Understanding Shakespeare's Julius Caesar: A Student Casebook to Issues, Sources, and Historical Documents

Understanding Shakespeare's Julius Caesar: A Student Casebook to Issues, Sources, and Historical Documents

Understanding Shakespeare's Julius Caesar: A Student Casebook to Issues, Sources, and Historical Documents

Understanding Shakespeare's Julius Caesar: A Student Casebook to Issues, Sources, and Historical Documents

Synopsis

This lively gathering of materials about Shakespeare's Julius Caesar will enrich students' understanding of the historical context of the play and encourage interpretations of its cultural meaning. Shakespeare's Julius Caesar reflects perennial cultural concerns about order and freedom, particularly as they clash in the figures of Caesar and Brutus. This innovative experiment in Shakespeare literacy features a wide variety of materials--from a modernized text of Plutarch's lives of Caesar and Brutus set on facing pages for easy comparison, to historical and contemporary parodies, to a rap version of the play. Most of the materials presented here are available in no other printed form. Study questions, project ideas, and bibliographies provide additional sources for examining the cultural and historical context of the play.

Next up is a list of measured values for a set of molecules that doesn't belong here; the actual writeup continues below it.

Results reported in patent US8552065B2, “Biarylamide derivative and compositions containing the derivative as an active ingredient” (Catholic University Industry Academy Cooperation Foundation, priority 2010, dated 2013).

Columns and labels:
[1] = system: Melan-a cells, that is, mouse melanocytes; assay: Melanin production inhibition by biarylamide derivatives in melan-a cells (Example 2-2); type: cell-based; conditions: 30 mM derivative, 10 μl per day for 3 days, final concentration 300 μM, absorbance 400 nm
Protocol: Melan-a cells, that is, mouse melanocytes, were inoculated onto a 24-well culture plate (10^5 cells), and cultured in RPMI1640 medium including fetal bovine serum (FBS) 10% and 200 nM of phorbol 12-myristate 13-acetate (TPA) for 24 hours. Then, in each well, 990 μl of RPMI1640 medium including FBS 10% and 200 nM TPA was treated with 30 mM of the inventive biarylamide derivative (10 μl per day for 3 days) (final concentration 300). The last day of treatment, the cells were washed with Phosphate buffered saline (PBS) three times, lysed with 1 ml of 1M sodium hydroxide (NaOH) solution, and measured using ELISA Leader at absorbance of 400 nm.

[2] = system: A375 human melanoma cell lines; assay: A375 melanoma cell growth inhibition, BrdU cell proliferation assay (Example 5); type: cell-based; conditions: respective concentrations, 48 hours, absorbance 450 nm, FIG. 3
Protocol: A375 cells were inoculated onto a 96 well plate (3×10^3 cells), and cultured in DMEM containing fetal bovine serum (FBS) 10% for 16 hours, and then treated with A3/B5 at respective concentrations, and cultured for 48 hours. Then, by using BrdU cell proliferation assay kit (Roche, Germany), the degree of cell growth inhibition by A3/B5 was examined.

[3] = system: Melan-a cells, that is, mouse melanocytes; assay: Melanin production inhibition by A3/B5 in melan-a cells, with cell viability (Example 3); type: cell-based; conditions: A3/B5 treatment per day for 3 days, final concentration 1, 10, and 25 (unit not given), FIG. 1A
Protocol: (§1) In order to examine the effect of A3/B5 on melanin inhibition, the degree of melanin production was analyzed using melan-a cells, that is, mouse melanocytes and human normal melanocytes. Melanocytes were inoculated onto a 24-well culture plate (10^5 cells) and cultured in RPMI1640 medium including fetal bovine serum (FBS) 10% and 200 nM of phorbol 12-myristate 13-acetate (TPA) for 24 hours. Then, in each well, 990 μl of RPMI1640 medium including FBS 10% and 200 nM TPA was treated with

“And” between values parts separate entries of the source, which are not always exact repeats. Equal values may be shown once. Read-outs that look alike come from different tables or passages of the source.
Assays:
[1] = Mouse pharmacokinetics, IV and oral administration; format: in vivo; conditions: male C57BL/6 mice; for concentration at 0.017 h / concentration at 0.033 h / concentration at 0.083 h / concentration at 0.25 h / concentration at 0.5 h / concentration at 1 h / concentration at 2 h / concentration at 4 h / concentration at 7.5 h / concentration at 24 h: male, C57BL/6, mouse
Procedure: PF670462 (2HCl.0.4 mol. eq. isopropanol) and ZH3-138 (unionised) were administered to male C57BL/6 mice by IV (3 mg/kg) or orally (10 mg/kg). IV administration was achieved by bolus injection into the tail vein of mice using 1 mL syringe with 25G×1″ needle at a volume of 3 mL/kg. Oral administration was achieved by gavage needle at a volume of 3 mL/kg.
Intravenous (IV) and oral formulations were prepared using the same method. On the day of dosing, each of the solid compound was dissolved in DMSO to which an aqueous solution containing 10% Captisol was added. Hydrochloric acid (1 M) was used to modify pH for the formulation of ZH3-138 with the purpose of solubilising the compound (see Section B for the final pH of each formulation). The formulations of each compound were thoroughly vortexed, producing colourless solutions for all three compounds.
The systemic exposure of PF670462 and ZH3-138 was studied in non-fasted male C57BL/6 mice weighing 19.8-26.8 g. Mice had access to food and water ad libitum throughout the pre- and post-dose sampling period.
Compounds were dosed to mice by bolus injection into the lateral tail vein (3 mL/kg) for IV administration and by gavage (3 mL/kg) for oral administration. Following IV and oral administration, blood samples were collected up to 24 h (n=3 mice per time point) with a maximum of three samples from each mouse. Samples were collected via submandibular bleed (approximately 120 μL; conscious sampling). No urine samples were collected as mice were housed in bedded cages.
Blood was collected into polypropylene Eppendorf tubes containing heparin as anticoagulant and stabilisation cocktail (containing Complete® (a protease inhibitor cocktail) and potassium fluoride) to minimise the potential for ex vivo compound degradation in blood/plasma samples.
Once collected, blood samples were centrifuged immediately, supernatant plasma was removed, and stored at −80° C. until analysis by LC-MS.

Excerpt

This book displays evidence that Julius Caesar is not dead. The general, statesman, and dictator survived his assassins in fe, even though he did not avoid a premature death. His symbolic vitality began soon after the Ides of March, 44 B.C., when Brutus and fellow Republicans (believers in the freedom of the Roman Republic which flourished from 509 B.C.) killed Caesar, under whose rule the Republic had effectively diminished into an autocratic state. Caesar symbolized the personal rule that undercut a more representative practice of government. His violent removal created opportunities for peace, realized only after a bloody civil war that eventually pitted Antony, Caesar's revenger, against his partner in that movement, Octavian. The survivor, Octavian, renamed himself Augustus Caesar, thus building a peaceful regime in the name of Julius Caesar. Historically, this was the first appearance of Caesar's ghost.

Shakespeare's play arose from a long tradition that glorified and scorned both Caesar and Brutus. The victim and his betrayer received almost equal attention because their friendship struck people's imaginations. What if my friend should become my enemy? Under what conditions does politics destroy loyalty and friendship? Julius Caesar was as pertinent to these human issues when it was first performed in 1599 as it will be in 1999, when the approaching second millennium (in the Christian calendar that Julius Caesar strongly influenced) will stimulate fears and hopes about the future. Shakespeare's Caesar play was almost certainly the one selected to open the new Globe Theater in London at a time when doubts about . . .

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